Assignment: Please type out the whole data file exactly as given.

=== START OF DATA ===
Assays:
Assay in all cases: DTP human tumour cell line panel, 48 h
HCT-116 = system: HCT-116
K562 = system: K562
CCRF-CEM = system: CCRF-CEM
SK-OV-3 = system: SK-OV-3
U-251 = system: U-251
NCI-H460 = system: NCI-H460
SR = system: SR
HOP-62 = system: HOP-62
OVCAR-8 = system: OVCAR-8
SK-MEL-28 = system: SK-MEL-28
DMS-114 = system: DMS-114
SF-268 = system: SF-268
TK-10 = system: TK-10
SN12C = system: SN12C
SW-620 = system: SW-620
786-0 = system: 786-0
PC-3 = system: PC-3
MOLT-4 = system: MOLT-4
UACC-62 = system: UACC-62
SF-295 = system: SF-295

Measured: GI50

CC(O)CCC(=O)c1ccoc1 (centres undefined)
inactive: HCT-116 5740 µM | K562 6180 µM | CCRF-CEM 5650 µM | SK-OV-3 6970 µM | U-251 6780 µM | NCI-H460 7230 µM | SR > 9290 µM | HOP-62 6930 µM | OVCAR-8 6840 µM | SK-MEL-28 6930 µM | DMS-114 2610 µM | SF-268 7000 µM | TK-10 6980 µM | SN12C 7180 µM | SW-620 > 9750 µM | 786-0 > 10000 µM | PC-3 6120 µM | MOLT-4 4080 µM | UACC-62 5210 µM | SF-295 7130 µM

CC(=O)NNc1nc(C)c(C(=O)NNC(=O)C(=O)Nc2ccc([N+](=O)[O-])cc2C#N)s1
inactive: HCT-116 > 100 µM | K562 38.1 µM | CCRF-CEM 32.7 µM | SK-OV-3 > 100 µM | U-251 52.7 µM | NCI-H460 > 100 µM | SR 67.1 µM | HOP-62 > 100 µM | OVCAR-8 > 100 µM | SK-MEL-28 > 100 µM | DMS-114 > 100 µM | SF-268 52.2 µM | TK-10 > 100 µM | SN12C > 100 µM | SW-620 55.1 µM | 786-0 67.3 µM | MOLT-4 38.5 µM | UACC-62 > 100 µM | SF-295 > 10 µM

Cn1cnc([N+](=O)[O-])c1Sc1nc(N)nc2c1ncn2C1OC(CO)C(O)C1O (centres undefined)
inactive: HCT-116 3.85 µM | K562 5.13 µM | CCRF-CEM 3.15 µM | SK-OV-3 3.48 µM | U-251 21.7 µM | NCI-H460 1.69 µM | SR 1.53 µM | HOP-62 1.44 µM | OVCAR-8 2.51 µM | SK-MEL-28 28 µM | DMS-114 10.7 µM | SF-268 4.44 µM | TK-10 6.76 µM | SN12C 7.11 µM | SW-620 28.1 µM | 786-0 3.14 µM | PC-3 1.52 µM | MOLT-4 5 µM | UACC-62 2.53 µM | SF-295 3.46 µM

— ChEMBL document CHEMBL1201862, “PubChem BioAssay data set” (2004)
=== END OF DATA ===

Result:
Assays:
Assay in all cases: DTP human tumour cell line panel, 48 h
HCT-116 = system: HCT-116
K562 = system: K562
CCRF-CEM = system: CCRF-CEM
SK-OV-3 = system: SK-OV-3
U-251 = system: U-251
NCI-H460 = system: NCI-H460
SR = system: SR
HOP-62 = system: HOP-62
OVCAR-8 = system: OVCAR-8
SK-MEL-28 = system: SK-MEL-28
DMS-114 = system: DMS-114
SF-268 = system: SF-268
TK-10 = system: TK-10
SN12C = system: SN12C
SW-620 = system: SW-620
786-0 = system: 786-0
PC-3 = system: PC-3
MOLT-4 = system: MOLT-4
UACC-62 = system: UACC-62
SF-295 = system: SF-295

Measured: GI50

CC(O)CCC(=O)c1ccoc1 (centres undefined)
inactive: HCT-116 5740 µM | K562 6180 µM | CCRF-CEM 5650 µM | SK-OV-3 6970 µM | U-251 6780 µM | NCI-H460 7230 µM | SR > 9290 µM | HOP-62 6930 µM | OVCAR-8 6840 µM | SK-MEL-28 6930 µM | DMS-114 2610 µM | SF-268 7000 µM | TK-10 6980 µM | SN12C 7180 µM | SW-620 > 9750 µM | 786-0 > 10000 µM | PC-3 6120 µM | MOLT-4 4080 µM | UACC-62 5210 µM | SF-295 7130 µM

CC(=O)NNc1nc(C)c(C(=O)NNC(=O)C(=O)Nc2ccc([N+](=O)[O-])cc2C#N)s1
inactive: HCT-116 > 100 µM | K562 38.1 µM | CCRF-CEM 32.7 µM | SK-OV-3 > 100 µM | U-251 52.7 µM | NCI-H460 > 100 µM | SR 67.1 µM | HOP-62 > 100 µM | OVCAR-8 > 100 µM | SK-MEL-28 > 100 µM | DMS-114 > 100 µM | SF-268 52.2 µM | TK-10 > 100 µM | SN12C > 100 µM | SW-620 55.1 µM | 786-0 67.3 µM | MOLT-4 38.5 µM | UACC-62 > 100 µM | SF-295 > 10 µM

Cn1cnc([N+](=O)[O-])c1Sc1nc(N)nc2c1ncn2C1OC(CO)C(O)C1O (centres undefined)
inactive: HCT-116 3.85 µM | K562 5.13 µM | CCRF-CEM 3.15 µM | SK-OV-3 3.48 µM | U-251 21.7 µM | NCI-H460 1.69 µM | SR 1.53 µM | HOP-62 1.44 µM | OVCAR-8 2.51 µM | SK-MEL-28 28 µM | DMS-114 10.7 µM | SF-268 4.44 µM | TK-10 6.76 µM | SN12C 7.11 µM | SW-620 28.1 µM | 786-0 3.14 µM | PC-3 1.52 µM | MOLT-4 5 µM | UACC-62 2.53 µM | SF-295 3.46 µM

— ChEMBL document CHEMBL1201862, “PubChem BioAssay data set” (2004)